Dispelling nutrition myths, ranting, and occasionally, raving

Are calories an enemy?


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I would like to propose that we stop demonizing calories. All too often I see products promoted as “low-calorie” or “calorie-free”. I hear jokes about things like it’s okay to eat a broken cookie because the calories all leak out. Consuming as few calories as possible is considered virtuous. This despite the fact that we need calories to live.

Just in case you need a quick refresher on calories, despite what many people will have you believe, a calorie is a calorie. The definition of a calorie is, “the heat energy required to raise the temperature of one kilogram (rather than a gram) of water by one degree Celsius”. Calories provide us with energy. Energy to get through each day but also energy for your body’s systems and cells to function. Without a source of calories you will die.

So, why do we think that calories are bad and something to avoid? Because we’ve learned that excess calories, those we don’t use up, are often stored by our bodies for later use in the form of fat. And fat is bad because our society has rather arbitrarily decided that being thin is more attractive. Regardless of your body shape or size though your body still needs calories to function.

Wouldn’t it be wonderful if we lived in a world and mental space where instead of choosing 100 calorie snacks or avoiding foods because they contain “too many calories” we could look at food as a pleasurable way to nourish our bodies? Not just to think of food as fuel but as an essential component of self-care. Calories are not the enemy, they are vital to life.

Author: Diana

I'm a registered dietitian from Nova Scotia, living and working in Ontario, Canada. My goal is to help people see food and nutrition from a different perspective and understand that nutrition and health are not necessarily a result of personal choice.

6 thoughts on “Are calories an enemy?

  1. Pingback: Are calories an enemy? — – Bon Bon Lifestyle Webazine

  2. The new nutrition label was changed by the FDA to reflect new scientifc information including the link between diet and chronic diseases. It was developed to make it easier for consumers to make informed food choices. Added sugars are now included and actual amounts of Vitamins D, Calcium, Iron and Potassium are now included. As far as the Calories being in bolder and larger print and serving size is to let consumers know that eating the whole container may not be just one serving. As a Registered Dietitian I have conducted many grocery store tours with groups of people that are not only watching the calories, but also need to know sugar content due to Diabetes or sodium content due to high blood pressure, and any other health concerns including ingredients if they have allergies. I think of the Nutriton Label as a disclosure of the actual nutrients in a product opposed to what the front of the product might highlight. For instance, if the product makes a nutrient statement on the front you can flip over to the Nutriton label to see what the facts really are. The calorie content gives the consumer a comparison to compare products to help them make informed decisions. Some resturant chains now offer that information so you can choose between a sandwich that might have 900 calories, and 1000mg sodium to one that has 350 calories and 140grams of sodium. Does it make a difference, I believe so. Some clients I have counseled are shocked when I disclose that one of the foods that they regularly consume may not be the best choice and show how they can use the food labels or nutrient information to help them meet their dietary goals and make better food choices.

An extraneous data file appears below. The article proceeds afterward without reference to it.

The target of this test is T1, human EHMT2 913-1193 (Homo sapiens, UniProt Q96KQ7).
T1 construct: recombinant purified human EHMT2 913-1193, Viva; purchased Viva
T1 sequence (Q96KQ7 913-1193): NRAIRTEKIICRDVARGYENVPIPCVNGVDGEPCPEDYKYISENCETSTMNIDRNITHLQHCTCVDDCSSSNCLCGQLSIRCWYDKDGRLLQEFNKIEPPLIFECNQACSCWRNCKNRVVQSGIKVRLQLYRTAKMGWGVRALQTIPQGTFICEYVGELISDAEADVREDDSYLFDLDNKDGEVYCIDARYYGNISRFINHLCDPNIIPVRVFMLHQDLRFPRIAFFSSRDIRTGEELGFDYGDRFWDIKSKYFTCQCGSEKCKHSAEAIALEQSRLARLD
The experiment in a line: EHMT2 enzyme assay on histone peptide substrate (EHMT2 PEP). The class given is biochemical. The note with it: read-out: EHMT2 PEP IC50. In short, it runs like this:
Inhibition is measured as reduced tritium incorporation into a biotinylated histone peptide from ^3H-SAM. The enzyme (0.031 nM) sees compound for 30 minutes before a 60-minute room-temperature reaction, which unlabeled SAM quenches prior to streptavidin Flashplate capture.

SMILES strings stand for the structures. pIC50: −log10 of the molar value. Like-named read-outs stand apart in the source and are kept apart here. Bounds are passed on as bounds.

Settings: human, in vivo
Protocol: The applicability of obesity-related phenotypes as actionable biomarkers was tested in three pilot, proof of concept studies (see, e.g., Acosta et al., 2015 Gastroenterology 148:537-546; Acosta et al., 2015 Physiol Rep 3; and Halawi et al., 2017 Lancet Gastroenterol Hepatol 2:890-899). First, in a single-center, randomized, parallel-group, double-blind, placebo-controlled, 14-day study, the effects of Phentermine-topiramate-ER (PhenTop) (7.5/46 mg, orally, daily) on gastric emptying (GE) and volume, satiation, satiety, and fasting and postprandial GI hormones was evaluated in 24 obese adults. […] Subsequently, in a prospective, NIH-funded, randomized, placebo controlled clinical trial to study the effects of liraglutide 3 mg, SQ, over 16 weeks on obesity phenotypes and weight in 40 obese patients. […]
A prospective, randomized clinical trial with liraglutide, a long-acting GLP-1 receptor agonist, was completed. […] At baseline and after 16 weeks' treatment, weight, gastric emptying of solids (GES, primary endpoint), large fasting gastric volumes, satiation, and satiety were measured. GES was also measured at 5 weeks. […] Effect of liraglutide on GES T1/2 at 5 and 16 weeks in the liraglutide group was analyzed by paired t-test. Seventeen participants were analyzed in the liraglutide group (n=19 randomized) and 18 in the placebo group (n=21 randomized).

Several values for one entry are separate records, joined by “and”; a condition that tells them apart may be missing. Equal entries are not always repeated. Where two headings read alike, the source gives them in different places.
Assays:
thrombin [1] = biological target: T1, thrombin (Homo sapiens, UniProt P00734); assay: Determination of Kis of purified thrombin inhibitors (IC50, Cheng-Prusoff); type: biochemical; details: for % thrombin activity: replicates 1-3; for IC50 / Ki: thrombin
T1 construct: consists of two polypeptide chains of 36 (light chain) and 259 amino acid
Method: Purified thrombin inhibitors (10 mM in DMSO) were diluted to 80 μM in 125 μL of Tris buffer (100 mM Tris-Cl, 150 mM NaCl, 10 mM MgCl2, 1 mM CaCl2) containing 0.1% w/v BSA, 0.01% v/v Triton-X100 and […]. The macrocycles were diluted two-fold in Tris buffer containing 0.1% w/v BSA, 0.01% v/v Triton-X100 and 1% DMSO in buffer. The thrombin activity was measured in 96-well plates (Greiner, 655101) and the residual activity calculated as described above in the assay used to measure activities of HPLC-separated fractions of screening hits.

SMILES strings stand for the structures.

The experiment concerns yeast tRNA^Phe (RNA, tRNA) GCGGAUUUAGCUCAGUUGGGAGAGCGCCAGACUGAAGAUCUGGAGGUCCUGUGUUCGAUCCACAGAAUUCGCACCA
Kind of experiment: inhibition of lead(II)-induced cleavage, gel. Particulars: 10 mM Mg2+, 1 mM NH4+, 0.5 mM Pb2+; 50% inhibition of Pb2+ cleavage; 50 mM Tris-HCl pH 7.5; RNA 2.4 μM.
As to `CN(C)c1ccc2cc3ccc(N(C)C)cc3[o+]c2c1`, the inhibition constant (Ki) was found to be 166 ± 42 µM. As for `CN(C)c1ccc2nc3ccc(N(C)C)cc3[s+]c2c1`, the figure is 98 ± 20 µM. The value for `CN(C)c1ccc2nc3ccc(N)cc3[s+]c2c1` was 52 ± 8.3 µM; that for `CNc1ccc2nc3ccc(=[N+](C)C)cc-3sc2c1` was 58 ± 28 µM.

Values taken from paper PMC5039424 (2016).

3. The calories leak out of Beanitos, too. Just finished a bag of the crushed ends…. :D


  4. I was talking about just this thing to someone the other day. We’re taking a course, and she was annoyed that the dining hall didn’t have the calories (etc) listed for the menu items. While it may be great to realize how that menu item that in the restaurant compares to your daily requirement, I also feel people focussing to much on the calories and not enough on the food itself. When I see people getting stressed because they don’t know what to choose for lunch because the calorie info is not there, it makes my sad. Particularly because what they’re usually considering is the calories and fat, and not all the other nutrients that food can provide or even the satisfaction factor. So often I see people choosing their food simply on the calories…and often classifying a food as “more healthy” simply based on the calories. Nuts are higher in calories, but they can be a great snack and have lot of nutrients including protein and healthy fat. Personally, I usually don’t choose the 0% milk fat yogurt…yes 0% has less calories and less fat and less sugar (because it’s sweetened with sucralose)…but I also find it less satisfying (I find I get hungry sooner)…and its only one food within a lot of other choices in my day. Foods are more than their calories…but often people are judging their healthiness based on the calories alone.

    Liked by 1 person

    • Excellent point. I agree that counting calories can be a useful tool for some people but basing dietary choices solely on calories means we’re not listening to our bodies and may very well actually be making less nutritious choices.

      Liked by 1 person

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